After a lengthy discussion over the future of the Hartnett Gallery, the Students’ Association Senate voted to continue funding the Hartnett Gallery using the Students’ Association Appropriations Committees budgeting advice for one year.
There were, however, some stipulations. First, the Hartnett Gallery must vigorously pursue outside sources of funding, primarily from the administration. Also, the senate encouraged those running the gallery to make a stronger public relations drive on campus, both in terms of advertising for shows and recruiting new undergraduate members to join the organization.
“I respect SAAC’s judgment regarding the gallery’s budget,” SA Senator and sophomore Danielle Friedman said. “I think it is important for Hartnett to increase its membership, advertise more visibly and explore funding alternatives so that they can still be a strong organization and resource.”
With only 10 members on its board, the Hartnett Gallery is seeking to extend its appeal to undergraduate students. Currently the gallery advertises primarily in academic buildings and several publications. “Advertising shows and meetings in dorms is usually more successful,” senator and sophomore Tom Hayes said. “In academic buildings, the bulletin boards are overflowing with notices, so it is very easy for one ad to disappear in the others.”
Additionally, the Hartnett Gallery is trying to improve membership by branching out and cosponsoring events with other SA groups. “This past fall, the Hartnett Committee collaborated with several SA-funded groups to stage the first annual Day Without Art/World AIDS Day installation,” doctoral student in Visual and Cultural Studies and graduate intern Lucy Curzon said. “Pride Network, Women’s Caucus and SALSA worked together with the Hartnett Gallery Committee to commemorate those who have died from AIDS by stringing through Wilson Commons hundreds of items of black mourning clothes of all shapes and sizes.”
The debate about the Hartnett Gallery’s future began a few weeks ago as the SA budget crunch grew more severe. The Hartnett Gallery is currently solely funded by the SA. Since five out of the gallery’s six annual shows feature professional artists, some students have expressed skepticism and questioned why the SA was fully sponsoring the program, but overall feel that the gallery is significant.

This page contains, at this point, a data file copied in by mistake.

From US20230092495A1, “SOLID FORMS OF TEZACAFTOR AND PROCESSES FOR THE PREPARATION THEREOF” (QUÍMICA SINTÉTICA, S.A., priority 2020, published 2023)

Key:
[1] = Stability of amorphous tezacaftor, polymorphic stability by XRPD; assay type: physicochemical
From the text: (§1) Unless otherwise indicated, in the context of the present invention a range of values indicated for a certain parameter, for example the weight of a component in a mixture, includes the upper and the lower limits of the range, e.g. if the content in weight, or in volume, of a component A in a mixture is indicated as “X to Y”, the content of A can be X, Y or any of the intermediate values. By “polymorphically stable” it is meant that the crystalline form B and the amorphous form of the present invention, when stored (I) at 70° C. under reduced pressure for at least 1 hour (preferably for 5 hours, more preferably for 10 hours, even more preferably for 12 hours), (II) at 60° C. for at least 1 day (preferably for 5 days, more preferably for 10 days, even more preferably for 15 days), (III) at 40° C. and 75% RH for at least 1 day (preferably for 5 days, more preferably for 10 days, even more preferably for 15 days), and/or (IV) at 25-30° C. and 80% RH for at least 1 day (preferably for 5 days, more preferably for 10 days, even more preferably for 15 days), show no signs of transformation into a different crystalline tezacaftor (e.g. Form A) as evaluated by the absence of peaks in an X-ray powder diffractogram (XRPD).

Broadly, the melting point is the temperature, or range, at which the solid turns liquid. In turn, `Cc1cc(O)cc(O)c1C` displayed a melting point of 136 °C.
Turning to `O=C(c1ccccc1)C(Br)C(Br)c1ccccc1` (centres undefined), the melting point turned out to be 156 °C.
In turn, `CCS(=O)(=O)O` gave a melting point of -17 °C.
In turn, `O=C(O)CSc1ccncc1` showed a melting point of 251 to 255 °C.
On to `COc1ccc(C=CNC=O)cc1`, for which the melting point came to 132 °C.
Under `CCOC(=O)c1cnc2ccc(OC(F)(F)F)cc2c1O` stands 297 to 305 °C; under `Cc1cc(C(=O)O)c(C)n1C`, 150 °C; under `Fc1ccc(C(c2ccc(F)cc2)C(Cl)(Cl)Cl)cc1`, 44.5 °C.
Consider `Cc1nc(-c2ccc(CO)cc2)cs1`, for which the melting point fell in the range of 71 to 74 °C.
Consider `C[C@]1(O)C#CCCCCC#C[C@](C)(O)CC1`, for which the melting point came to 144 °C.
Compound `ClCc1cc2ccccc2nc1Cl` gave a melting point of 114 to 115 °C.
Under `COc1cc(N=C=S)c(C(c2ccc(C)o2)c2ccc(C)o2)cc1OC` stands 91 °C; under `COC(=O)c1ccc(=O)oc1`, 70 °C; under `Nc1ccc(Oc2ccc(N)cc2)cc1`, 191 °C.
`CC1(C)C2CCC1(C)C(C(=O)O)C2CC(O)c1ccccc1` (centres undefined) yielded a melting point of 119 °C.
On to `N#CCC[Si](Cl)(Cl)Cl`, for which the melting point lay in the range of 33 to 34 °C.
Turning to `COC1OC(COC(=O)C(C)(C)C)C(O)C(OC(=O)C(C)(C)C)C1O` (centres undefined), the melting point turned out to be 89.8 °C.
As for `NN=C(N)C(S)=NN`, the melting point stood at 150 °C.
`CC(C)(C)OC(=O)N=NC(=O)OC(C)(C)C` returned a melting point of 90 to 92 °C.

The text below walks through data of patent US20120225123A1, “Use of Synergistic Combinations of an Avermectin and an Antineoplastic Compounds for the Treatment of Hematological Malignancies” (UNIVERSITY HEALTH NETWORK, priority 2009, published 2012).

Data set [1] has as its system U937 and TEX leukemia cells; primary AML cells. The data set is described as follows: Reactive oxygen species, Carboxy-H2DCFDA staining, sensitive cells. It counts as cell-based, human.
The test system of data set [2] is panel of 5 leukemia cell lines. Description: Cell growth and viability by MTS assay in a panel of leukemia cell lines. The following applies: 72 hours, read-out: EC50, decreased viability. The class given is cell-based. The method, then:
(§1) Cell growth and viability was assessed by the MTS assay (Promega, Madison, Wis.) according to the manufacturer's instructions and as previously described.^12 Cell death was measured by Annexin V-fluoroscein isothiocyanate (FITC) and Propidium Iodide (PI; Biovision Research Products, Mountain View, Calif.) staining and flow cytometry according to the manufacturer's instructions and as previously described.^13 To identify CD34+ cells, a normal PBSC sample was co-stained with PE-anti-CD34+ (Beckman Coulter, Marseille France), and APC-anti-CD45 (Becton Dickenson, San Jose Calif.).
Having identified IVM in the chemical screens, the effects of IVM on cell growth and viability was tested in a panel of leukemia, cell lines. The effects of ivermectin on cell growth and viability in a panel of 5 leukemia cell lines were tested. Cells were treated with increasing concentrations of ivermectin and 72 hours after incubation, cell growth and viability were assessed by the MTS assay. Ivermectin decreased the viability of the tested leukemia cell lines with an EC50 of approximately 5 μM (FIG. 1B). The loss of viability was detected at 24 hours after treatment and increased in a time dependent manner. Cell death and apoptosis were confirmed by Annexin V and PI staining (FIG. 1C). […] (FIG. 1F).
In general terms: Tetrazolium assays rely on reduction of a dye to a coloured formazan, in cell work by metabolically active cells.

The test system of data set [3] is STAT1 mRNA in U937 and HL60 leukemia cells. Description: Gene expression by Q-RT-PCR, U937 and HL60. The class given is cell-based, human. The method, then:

“I think that it is very important to have a professional art gallery available and we should support them to some extent because they are a student resource,” SA Senator and sophomore Jack Vorhees said. “However, I don’t think that it’s fair for us to have to fully fund a program that professors are using as a teaching resource. That is their department and the university’s responsibility.”
Both the senate and those representing Hartnett Gallery agree that the administration should provide the gallery with funding since it also serves as a major attraction and resource for classes, prospective students, public relations and alumni.
“The Senate and the Hartnett Committee could also work together to lobby the Dean’s office for additional funding,” Curzon said. “After all, as I have been arguing, an on-campus art gallery is fundamental to the life of this university, such that it should also be a concern of the university administration.”
Regardless of who funds the gallery in the future, the students present at the meeting and the senators agreed that the gallery is an important part of the university, which deserves support.
“Recently the Hartnett Committee has done a lot to reach out and coordinate with other student organizations,” Co-director of Pride Network and sophomore Ciara Relyea said. “Without the Hartnett Gallery students would be losing a very valuable part of this school.”
“Next week I will put a resolution before the Senate as a sign of support for the Hartnett Gallery,” SA Senator and junior Alex Voetsch said. “We will work through our administrative contacts to help the gallery get funding from the administration.”
Keesing can be reached at firstname.lastname@example.org.